# Get +12/-12VDC out of 24VDC Supply

I'm trying to use a single 24VDC power supply but rig it to give a heating coil the equivalent of 24Volts but at +12/-12 in reference to ground for safety reasons. Is this as simple as a voltage divider with a high value resistor to ground? Would that work or just kind of short out the supply? Is the negative terminal of a power supply normally connected to ground or is it floating? Let me know if there's a cheap, simple way of accomplishing this aside from buying two 12V power supplies or one that outputs +/-12VDC. Thanks.

• "For safety reasons"? You still have a 24V difference. – Ignacio Vazquez-Abrams Dec 28 '14 at 20:13
• But if it shorts to something that is grounded you have a max of 12 volts difference – user2152277 Dec 28 '14 at 20:15
• Have you verified whether or not the supply is isolated? Because if it is then your whole "safety issue" goes right out the window. – Ignacio Vazquez-Abrams Dec 28 '14 at 20:18
• Yes I believe it is isolated, it's a desktop power adapter from 110 VAC so there's a transformer. Does that mean the 24vdc is floating with respect to ground? Would that mean it would be safe for a grounded person to grab an exposed 24vdc lead with wet hands? The circuit will be operating around people with the potential for water to be spilt on it. – user2152277 Dec 28 '14 at 20:29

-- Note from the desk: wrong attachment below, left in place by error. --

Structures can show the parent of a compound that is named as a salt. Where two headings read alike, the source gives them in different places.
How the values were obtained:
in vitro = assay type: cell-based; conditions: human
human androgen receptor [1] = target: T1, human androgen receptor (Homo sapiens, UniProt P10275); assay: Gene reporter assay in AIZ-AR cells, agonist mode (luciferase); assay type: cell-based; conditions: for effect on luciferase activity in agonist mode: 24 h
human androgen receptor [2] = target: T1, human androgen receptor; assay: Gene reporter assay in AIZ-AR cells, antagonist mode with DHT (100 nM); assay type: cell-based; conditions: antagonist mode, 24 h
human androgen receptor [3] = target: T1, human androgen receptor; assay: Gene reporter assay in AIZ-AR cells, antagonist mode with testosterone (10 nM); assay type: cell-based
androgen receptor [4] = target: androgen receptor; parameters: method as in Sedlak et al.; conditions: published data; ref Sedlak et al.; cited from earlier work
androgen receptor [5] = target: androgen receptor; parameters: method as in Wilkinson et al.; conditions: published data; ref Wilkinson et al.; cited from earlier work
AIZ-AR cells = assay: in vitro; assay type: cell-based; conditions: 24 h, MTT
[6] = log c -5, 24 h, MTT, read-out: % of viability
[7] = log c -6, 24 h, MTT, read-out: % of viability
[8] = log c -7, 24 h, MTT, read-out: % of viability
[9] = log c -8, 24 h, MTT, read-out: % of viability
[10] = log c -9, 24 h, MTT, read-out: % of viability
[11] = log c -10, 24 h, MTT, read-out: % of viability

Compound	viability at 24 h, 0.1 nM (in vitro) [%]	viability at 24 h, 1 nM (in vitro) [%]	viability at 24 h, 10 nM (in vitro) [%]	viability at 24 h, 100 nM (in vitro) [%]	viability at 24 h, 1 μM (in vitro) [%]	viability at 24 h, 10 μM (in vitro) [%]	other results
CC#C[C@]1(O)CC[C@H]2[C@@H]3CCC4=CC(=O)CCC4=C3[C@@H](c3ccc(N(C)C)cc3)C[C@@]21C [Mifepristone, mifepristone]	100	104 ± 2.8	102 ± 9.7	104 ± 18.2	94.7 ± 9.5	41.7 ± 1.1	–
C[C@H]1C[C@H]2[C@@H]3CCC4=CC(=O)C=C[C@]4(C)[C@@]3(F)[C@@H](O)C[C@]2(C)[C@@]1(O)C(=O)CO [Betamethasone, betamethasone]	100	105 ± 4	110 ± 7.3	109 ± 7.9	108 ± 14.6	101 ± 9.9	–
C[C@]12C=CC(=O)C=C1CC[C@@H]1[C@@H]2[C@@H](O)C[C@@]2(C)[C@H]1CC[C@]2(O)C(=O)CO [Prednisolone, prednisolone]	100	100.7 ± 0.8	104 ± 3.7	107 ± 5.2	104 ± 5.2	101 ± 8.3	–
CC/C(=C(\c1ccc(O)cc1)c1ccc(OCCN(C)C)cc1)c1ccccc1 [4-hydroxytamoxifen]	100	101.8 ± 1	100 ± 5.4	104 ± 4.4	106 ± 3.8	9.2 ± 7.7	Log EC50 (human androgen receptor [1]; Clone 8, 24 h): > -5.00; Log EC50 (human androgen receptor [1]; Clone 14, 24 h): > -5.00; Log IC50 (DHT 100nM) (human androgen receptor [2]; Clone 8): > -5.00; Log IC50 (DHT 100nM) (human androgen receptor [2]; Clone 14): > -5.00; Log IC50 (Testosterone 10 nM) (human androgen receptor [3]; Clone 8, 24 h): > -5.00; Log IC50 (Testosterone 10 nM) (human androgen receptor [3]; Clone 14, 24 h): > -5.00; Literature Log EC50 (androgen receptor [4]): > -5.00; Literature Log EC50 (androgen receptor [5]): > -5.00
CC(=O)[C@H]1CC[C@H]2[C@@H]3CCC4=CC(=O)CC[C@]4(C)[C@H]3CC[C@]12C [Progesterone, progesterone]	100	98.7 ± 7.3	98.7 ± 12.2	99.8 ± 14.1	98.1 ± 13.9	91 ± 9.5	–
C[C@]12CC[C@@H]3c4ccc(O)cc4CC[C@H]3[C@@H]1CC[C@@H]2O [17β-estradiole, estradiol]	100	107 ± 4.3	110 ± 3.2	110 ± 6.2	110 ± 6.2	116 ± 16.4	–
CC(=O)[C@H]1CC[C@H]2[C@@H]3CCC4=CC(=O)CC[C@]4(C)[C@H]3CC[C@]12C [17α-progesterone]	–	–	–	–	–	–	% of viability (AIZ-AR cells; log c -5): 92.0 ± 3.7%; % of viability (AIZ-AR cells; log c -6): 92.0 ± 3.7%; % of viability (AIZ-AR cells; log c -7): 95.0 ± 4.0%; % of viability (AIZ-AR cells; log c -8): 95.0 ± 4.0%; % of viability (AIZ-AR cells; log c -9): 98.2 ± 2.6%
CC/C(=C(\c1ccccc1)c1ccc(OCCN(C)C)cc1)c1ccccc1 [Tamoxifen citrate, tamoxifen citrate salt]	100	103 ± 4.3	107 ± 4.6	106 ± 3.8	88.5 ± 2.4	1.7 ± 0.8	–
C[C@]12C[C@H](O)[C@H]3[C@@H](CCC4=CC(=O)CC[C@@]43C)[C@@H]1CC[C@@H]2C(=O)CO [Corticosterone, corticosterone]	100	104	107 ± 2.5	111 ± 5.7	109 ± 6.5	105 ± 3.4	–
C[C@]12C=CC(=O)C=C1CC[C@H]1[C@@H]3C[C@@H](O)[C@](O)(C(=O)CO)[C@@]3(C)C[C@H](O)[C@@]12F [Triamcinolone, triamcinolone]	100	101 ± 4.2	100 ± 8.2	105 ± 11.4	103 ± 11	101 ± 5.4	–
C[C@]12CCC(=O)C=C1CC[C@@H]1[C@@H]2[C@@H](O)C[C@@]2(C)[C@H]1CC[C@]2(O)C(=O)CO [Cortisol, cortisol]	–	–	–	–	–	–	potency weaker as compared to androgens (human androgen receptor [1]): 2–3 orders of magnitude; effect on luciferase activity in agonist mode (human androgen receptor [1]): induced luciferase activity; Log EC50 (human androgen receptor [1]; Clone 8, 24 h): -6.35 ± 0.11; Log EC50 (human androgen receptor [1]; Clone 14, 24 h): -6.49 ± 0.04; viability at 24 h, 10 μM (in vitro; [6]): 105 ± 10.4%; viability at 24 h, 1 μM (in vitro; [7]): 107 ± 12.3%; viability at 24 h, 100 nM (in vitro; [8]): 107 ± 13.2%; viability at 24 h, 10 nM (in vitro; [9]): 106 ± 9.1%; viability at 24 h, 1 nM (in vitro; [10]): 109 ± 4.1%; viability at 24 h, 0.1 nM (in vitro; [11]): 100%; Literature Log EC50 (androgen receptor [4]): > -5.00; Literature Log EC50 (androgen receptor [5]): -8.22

• Just having a transformer isn't enough for it to be isolated; power supply return could be connected to earth ground regardless. – Ignacio Vazquez-Abrams Dec 28 '14 at 20:35

It depends on your power requirement. This question is a very classic one, a quick search on Google with the right keywords gave me this first result which explains why a simple voltage divider is not enough in most cases: the more you try to minimise the quiescent current of the divider, the less stiff the symmetry of the rails is (there is an offset in the virtual ground), as the offsets will increase with current draw.

Below are two solutions suggested by the author.

Even there the voltage divider should be replaced with a voltage reference (e.g. TLE2426) if the power draw is asymmetric (but it sounds like it won't).

You'll certainly recognise a push pull structure here, common in audio.

However this will NOT make the system safer, as there is still 24V across the heater. But 24V is still safe-ish in a dry environment.

• Power is pretty high: 160-200W for a heating element. What were the key words you used for the search? – user2152277 Dec 28 '14 at 20:34
• Split power rails I think, though virtual ground would have certainly been a better choice. You definitely won't be able to use a voltage divider alone with that kind of power, unless you're ok with a kilowatt of quiescent power... – Mister Mystère Dec 28 '14 at 20:35
• It's unlikely that you'll find an integrated opamp with this kind of power output though (solution 1). Is it worth it to split the supply, that's the question. – Mister Mystère Dec 28 '14 at 22:04